is either detected with probability4 ormissed with probability . Conditional on detec-tion, the probability density of obtaining an observationfrom is given by (2), i.e., . Consequently, at time
, each state generates an RFS
that can take on either when the target is detected orwhen the target is not detected. In addition to the target origi-nated measurements, the sensor also receives a set of falsemeasurements, or clutter. Thus, given a multiple-target stateat time , the multiple-target measurement received at thesensor is formed by the union of target generated measurementsand clutter, i.e.,
It is assumed that the RFSs constituting the union in (11) areindependent of each other. The actual form of is problemdependent; some examples will be illustrated in Section III-D.
In a similar vein to the single-target dynamical model in (1)and (2), the randomness in the multiple-target evolution and ob-servation described by (9) and (11) are, respectively, capturedin the multiple-target transition density and mul-tiple-target likelihood5 , . Explicit expressions for
and can be derived from the un-derlying physical models of targets and sensors using finite setstatistics (FISST)6 , , , although these are not neededfor this paper.
Let denote the multiple-target posterior density.Then, the optimal multiple-target Bayes filter propagates themultiple-target posterior in time via the recursion
where is an appropriate reference measure on ,. We remark that although various applications of pointprocess theory to multiple-target tracking have been reported in
4Note that p (x ) is a probability parameterized by x .5The same notation is used for multiple-target and single-target densities.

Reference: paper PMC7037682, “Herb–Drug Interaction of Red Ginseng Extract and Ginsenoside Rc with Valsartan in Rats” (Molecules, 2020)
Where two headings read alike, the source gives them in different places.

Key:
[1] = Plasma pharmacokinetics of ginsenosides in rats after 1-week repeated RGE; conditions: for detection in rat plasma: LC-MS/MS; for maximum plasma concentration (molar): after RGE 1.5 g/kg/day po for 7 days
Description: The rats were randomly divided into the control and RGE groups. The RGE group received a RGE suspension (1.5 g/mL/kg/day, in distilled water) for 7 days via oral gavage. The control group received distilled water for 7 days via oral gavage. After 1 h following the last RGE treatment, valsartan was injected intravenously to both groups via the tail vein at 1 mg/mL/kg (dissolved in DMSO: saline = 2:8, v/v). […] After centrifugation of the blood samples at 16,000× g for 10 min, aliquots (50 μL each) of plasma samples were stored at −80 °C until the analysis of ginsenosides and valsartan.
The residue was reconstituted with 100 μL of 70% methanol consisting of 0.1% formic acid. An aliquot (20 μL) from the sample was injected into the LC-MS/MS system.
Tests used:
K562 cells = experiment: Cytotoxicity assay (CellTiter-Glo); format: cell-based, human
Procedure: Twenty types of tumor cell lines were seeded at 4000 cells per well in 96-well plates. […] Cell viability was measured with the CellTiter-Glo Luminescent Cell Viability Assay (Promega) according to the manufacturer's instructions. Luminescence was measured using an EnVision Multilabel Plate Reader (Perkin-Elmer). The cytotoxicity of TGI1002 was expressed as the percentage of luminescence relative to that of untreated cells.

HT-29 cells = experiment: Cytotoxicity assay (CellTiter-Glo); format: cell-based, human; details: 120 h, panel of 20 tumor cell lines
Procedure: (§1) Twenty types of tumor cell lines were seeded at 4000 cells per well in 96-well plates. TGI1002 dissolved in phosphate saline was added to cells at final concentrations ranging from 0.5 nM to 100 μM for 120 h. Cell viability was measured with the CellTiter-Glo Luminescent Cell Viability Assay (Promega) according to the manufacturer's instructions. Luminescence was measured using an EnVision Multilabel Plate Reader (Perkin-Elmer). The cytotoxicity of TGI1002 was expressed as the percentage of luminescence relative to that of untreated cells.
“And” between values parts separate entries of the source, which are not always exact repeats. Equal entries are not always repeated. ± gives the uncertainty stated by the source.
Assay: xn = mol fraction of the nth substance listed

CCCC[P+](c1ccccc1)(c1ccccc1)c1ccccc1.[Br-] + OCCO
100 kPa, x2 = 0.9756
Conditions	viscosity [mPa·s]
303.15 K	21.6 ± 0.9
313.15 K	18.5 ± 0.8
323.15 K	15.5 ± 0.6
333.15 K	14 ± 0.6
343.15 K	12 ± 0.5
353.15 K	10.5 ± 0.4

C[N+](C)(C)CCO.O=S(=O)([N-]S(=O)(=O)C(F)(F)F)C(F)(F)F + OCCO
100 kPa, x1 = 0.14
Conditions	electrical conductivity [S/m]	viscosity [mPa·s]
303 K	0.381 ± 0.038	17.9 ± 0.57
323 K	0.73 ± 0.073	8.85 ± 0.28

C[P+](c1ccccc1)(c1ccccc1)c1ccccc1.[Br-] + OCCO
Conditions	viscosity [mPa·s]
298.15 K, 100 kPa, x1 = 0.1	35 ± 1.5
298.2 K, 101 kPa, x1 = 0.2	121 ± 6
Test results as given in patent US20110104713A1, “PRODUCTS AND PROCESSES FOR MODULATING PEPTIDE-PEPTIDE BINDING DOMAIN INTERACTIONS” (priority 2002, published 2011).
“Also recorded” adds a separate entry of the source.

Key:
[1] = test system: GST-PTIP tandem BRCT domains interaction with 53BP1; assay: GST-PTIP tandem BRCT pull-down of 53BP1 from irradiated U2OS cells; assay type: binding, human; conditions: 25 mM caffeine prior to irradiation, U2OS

There is no danger of confusion since in the single-target case the argumentsare vectors, whereas in the multiple-target case the arguments are finite sets.
6Strictly speaking, FISST yields the set derivative of the belief mass func-tional, but this is in essence a probability density .
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the literature (e.g., ), FISST , ,  is the firstsystematic approach to multiple-target filtering that uses RFSsin the Bayesian framework presented above.
The recursion (12) and (13) involves multiple integrals on thespace , which are computationally intractable. SequentialMonte Carlo implementations can be found in , , ,and . However, these methods are still computationally in-tensive due to the combinatorial nature of the densities, espe-cially when the number of targets is large , . Nonethe-less, the optimal multiple-target Bayes filter has been success-fully applied to applications where the number of targets is small.
C. The Probability Hypothesis Density (PHD) Filter
The PHD filter is an approximation developed to alleviate thecomputational intractability in the multiple-target Bayes filter.Instead of propagating the multiple-target posterior densityin time, the PHD filter propagates the posterior intensity, afirst-order statistical moment of the posterior multiple-targetstate . This strategy is reminiscent of the constant gainKalman filter, which propagates the first moment (the mean) ofthe single-target state.
For an RFS on with probability distribution , its first-order moment is a nonnegative function on , called the in-tensity, such that for each region , 
In other words, the integral of over any region gives theexpected number of elements of that are in . Hence, the totalmass gives the expected number of elements of
. The local maxima of the intensity are points in with thehighest local concentration of expected number of elements, andhence can be used to generate estimates for the elements of .The simplest approach is to round and choose the resultingnumber of highest peaks from the intensity. The intensity is alsoknown in the tracking literature as the probability hypothesisdensity , .
An important class of RFSs, the Poisson RFSs, are those com-pletely characterized by their intensities. An RFS is Poissonif the cardinality distribution of , , is Poissonwith mean and for any finite cardinality, the elements ofare independently identically distributed according to the proba-bility density , . For the multiple-target problemdescribed in Section II-B, it is common to model the clutter RFS[ in (11)] and the birth RFSs [ and in (9)]as Poisson RFSs.
To present the PHD filter, recall the multiple-target evolutionand observation models from Section II-B with
intensity of the birth RFS at time ;
intensity of the RFS spawned at timeby a target with previous state ;